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Neither Boring nor Bold: The Quagmire of J. Cole

The rapper’s new album, ‘KOD,’ is a rebuke to the druggy concerns of a younger generation of rappers. Is he just another fogey MC or a figure of purpose?

Getty Images/Ringer illustration

J. Cole’s mother is a recovering addict. He’s reluctant to discuss her struggles in interviews, but he’s expounded rather passionately in his music. In one of Cole’s very best songs, “Breakdown,” from the North Carolina rapper’s 2011 debut album, Cole World: The Sideline Story, he describes a childhood wrecked by his father’s absence and his mother’s abandon. “Breakdown” is a spiteful record, though Cole reserves no spite for his mother; instead, he rants against the culture that mythologizes her consumption. “That shit these rappers kick is nothing like real life / You made a milli off of serving hard white? Yeah, right / My mama tell you what addiction to that pipe feel like / Stupid niggas!” More than any other song, “Breakdown”—an otherwise late and inconspicuous track on the rapper’s worst album—prefigured Cole’s current direction.

His latest album, KOD, fashions the rapper’s moralistic contempt—which has long figured into his music—into a feature-length treatise. Released on 4/20, KOD is Cole’s extended rumination on addiction, among other vices. The album art, illustrated by Kamau Haroon, depicts several young children, and Cole himself, consuming various drugs: weed, cocaine, Xanax, lean. The cover bears a disclaimer: “This album is in no way intended to glorify addiction.” The songs aren’t all about substance use, but drug culture and addiction do seem to be the rapper’s biggest hang-ups. “I’m aggravated without it / My saddest days are without it.” The song is called “Friends,” and it is about them. “To my niggas, I hope you’re listening.”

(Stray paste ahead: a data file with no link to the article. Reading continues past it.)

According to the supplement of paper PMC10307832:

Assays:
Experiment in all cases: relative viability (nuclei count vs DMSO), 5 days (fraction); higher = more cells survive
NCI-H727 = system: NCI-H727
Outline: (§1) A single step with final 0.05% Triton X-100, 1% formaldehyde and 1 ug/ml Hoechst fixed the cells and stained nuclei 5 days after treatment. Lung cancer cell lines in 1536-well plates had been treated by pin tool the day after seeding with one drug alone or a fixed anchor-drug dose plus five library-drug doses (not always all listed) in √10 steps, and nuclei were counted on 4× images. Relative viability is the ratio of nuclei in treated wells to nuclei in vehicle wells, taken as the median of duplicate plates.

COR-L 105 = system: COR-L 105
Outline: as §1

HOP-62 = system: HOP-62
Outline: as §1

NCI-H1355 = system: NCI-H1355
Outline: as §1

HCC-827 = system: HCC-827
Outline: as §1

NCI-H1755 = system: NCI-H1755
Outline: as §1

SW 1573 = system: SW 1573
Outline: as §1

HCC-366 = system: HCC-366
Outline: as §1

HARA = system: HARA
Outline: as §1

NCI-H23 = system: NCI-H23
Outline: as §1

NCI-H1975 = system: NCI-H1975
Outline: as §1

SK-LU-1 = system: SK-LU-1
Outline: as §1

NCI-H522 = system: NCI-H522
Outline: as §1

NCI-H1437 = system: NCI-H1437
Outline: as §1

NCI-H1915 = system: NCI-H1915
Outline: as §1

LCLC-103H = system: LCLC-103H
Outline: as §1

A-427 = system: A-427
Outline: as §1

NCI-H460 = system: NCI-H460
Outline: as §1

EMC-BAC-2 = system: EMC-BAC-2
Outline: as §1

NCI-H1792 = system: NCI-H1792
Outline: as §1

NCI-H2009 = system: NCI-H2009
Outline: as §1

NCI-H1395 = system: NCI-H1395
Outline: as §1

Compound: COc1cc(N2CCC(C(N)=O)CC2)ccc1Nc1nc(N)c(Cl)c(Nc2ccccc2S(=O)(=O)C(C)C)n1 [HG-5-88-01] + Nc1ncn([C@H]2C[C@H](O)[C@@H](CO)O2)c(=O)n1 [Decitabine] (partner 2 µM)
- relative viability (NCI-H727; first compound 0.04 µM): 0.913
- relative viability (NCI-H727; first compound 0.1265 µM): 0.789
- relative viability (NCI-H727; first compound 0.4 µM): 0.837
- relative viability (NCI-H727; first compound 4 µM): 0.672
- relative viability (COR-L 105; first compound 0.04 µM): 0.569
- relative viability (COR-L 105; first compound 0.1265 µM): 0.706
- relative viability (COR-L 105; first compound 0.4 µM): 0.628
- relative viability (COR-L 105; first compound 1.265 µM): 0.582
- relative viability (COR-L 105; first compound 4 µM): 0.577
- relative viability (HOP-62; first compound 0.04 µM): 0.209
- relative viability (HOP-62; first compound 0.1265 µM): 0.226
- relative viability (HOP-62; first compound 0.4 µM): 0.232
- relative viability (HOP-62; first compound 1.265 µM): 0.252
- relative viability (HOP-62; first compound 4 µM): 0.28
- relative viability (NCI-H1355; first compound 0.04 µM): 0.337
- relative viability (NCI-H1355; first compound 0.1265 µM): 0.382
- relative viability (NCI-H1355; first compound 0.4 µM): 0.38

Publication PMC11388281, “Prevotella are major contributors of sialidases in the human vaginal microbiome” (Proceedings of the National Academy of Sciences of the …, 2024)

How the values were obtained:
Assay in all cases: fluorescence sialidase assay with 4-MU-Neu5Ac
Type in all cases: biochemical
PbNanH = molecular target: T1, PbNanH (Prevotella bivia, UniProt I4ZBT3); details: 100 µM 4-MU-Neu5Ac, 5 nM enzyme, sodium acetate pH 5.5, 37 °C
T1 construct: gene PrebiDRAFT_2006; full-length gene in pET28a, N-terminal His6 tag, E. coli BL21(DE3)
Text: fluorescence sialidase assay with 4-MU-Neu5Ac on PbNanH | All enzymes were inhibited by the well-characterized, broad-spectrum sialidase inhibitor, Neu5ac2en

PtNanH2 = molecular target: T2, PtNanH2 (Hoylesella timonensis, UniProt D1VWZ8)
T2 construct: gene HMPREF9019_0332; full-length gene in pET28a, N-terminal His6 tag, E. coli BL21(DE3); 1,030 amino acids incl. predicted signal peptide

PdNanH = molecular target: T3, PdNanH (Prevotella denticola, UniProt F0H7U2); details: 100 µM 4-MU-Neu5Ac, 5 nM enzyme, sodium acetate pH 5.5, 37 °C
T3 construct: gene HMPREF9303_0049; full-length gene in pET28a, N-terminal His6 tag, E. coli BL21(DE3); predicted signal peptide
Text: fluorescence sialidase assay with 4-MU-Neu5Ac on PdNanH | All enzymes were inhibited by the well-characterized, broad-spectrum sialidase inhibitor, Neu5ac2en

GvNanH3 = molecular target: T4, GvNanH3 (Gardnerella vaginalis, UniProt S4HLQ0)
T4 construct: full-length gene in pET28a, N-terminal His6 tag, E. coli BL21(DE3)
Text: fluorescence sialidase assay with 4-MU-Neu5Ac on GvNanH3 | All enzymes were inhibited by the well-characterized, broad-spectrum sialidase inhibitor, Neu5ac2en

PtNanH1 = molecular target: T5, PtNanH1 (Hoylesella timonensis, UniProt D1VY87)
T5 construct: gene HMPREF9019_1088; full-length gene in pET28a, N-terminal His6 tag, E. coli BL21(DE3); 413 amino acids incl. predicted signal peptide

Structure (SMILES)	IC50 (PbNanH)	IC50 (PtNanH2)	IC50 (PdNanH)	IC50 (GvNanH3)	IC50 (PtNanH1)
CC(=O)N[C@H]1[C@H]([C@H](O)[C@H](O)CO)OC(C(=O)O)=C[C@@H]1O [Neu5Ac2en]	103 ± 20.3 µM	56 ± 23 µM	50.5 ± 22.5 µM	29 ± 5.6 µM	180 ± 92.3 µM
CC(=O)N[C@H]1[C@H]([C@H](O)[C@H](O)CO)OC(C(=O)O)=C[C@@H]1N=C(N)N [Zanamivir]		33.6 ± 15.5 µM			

In general, J. Cole’s sermonizing is unrelenting and, in so many instances, unwelcome. Cole makes the god-fearing alarmist Kendrick Lamar sound like a goddamned hedonist. To the rapper’s many detractors, Cole represents an expansive corniness. Supposedly, he’s musically stale, lyrically clumsy, and personally tepid; a self-righteous square who cultivates the most pedantic rap fandom since Eminem’s. For years, hypebeasts have heckled Cole and answered the rapper’s overzealous fandom with a simple, immortal critique: J. Cole is boring. He raps about laundry and taxes, and his insights are far more banal than his fans loudly insist. I might observe as much about Drake or any number of nonetheless popular rappers, but no matter: J. Cole is pretentious and boring has become the rapper’s critical albatross. He outearns it, but he may never outlive it.

Hearing only the most static and inflexible criticism of J. Cole, you’d never guess how dynamic and large his profile has grown. He’s one of the best-selling rappers of his generation. He’s as fame-hungry as any major label musician, but he’s achieved his commercial success despite his rebellion against certain aesthetic cues. In the past decade, Cole has grown from a bright, pop-bound neophyte to a moody ascetic. Resigned to the odd corner that the rapper and his critics have carved out for him, Cole has become hip-hop’s premier contrarian. He’s the genre’s only major contrarian, really. His fogeyism is so essential to his performance that it is difficult for me to conceive of any ideal J. Cole album somehow overpowering, and overcoming, the fundamental objections to J. Cole. It’s not like hypebeasts are prohibitively rigorous about any of the artistic merits. They’ve given Big Sean albums more credit than they will ever give Cole for better performances and greater success.